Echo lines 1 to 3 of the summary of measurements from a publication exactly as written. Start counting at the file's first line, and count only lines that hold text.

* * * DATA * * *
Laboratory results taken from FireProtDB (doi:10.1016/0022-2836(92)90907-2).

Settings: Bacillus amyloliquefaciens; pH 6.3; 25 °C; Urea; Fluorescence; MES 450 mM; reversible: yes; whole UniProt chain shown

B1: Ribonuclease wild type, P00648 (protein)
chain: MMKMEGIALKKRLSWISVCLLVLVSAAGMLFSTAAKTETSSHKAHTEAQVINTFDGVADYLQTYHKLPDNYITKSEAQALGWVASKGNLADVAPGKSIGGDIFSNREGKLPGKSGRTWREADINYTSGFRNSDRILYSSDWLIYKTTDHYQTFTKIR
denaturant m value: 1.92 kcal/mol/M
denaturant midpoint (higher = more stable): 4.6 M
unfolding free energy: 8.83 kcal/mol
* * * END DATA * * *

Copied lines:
Laboratory results taken from FireProtDB (doi:10.1016/0022-2836(92)90907-2).

Settings: Bacillus amyloliquefaciens; pH 6.3; 25 °C; Urea; Fluorescence; MES 450 mM; reversible: yes; whole UniProt chain shown

B1: Ribonuclease wild type, P00648 (protein)